Proposal talk:Waterway=riverbed

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Desert rivers and streams

These can have no water in them for years. Yet the river bed could be mapped. It this tag is to be used for such rivers and streams then the wording needs to be changed to accept these normally dry water ways. Warin61 (talk) 07:42, 8 September 2018 (UTC)

Not completely decided, historic riverbeds that may be visible centuries after the river ceased to exist should perhaps get an own landform tag. RicoZ (talk) 18:49, 25 September 2018 (UTC)
Not historic. The rivers still exist but only have water ephemerally. Possibly once every 5 to 10 years. So still an 'active' riverbed. Warin61 (talk) 23:12, 25 September 2018 (UTC)

What about engineered rivers?

"encompass the whole area that is regularly flooded and visibly formed by the river" - what about engineered rivers, with levees? Is it supposed to be also used here? Note that "visibly formed by the river" is a poor phrasing, it includes usually at least entire valley (but I have currently no idea for a better) Mateusz Konieczny (talk) 21:00, 9 June 2019 (UTC)

The area within the levees would probably constitute a riverbed and if the water is frequently filling only a part of it I would use it there. However not in the case of a mostly natural river with flood protection dams that are projected to protect against 100-1000 year floods. Agree about the wording. RicoZ (talk) 21:46, 9 June 2019 (UTC)

regularly flooded/regular flow

I would expect riverbed to cover area that is regularly covered by river, and not area that is regularly flooded. There are some regularly flooded areas (including residential areas built in stupid places) that are not parts of riverbed. In other words - riverbed for me would be something covered by river after big rain, not during a large flood Mateusz Konieczny (talk) 08:57, 10 June 2019 (UTC)

I have added "A classification of natural rivers, 1994 David L. Rosgen" as reference to the page and hope to make a useful definition according to "4.1. Geomorphologic characterization" therein. I would simply take Fig 1 and use what is depicted there as "flood prone area". As apparent here the exact definition slightly varies by stream type/section but it seems useful and intuitive. Also the classification developed in that section could be a nice additional benefit.
If we could agree on that the only problem would be to get a "free" picture that could be used in this page. RicoZ (talk) 22:00, 10 June 2019 (UTC)
Is it feasible to find some photo of river valley and mark there zones from that image? Can you maybe publish this image temporarily somewhere (on your web site, upload to some cloud drive, upload to image sharing site and later delete it etc)? Mateusz Konieczny (talk) 05:33, 11 June 2019 (UTC)
Re: ""flood prone area" - how are mappers going to verify the flood-prone area? Is this the highest average annual water level, or a "10-year" flood level, or the "100-year-flood" line used by some insurance companies and governments? All of these are statistical properties based on historic records, modeling and assumptions that individual mappers aren't going to be able to do themselves. This definition would make the tag non-verifiable.--Jeisenbe (talk) 11:08, 9 July 2019 (UTC)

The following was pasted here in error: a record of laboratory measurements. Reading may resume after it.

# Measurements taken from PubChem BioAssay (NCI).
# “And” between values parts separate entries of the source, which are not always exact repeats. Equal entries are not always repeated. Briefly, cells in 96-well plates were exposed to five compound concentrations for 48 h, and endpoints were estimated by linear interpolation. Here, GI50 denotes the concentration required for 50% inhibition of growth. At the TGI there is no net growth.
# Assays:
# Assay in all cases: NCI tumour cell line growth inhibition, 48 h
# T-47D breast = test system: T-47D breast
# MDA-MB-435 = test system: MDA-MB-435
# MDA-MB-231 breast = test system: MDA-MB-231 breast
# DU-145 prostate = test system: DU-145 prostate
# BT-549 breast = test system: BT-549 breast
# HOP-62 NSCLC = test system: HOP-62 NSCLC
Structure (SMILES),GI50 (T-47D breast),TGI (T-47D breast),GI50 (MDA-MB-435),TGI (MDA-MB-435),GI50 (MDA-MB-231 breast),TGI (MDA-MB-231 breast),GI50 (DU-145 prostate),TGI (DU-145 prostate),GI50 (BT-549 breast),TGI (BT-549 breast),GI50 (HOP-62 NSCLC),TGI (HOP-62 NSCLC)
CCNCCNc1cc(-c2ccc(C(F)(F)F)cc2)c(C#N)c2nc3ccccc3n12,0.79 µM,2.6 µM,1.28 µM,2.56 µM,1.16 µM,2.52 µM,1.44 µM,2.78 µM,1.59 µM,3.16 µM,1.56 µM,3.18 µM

By Rosgen, the floodprone area is defined as "the width measured at an elevation which is determined at twice the maximum bankfull depth" and is linked with 50 or less year floods "by observation". In addition the entrenchment ratio (width of floodplane / bankfull river width) and riverbed type make it possible to estimate how "well developed" (or rather well defined) a flood plane probably is. This is of course all fairly academic but there are field guides out there how map those things. Also, no matter how well defined it is on an academic level it is quite foreseeable that mappers will map it rather arbitrarily - but should we abandon it because of this? Anyway thanks for asking questions.. I noticed a few more important details after rereading Rosgen. RicoZ (talk) 18:20, 11 July 2019 (UTC)

Much of my mapping is done in Alaska where the riverbed tagging scenario is very helpful because most Alaskan rivers are wild, that is they have not been channelized nor do they have flood control. Consequently, their volumes change dramatically between the seasons. The larger rivers have massive flood plains with extensive gravel or silty areas that are quite dry in the winter (when they're frozen) and summer but totally covered with fast-moving glacial water at other times. I started out mapping the Delta River in central Alaska using the waterway=riverbed tag but later changed those to use the much more common natural=riverbed tagging. But now I'm wondering if that was a good idea.

I much prefer the waterway=riverbed tagging because that allows one to use natural=sand and other natural=* tags to better describe the riverbed when it is not covered by water. The waterway tag seems more consistent too because while they are natural features the riverbed is also an important part of the waterway. Anyway, which high-level tag is it to be? I'm in the process of mapping or remapping other Alaskan rivers but would like to resolve the question of which tag will be accepted for future use.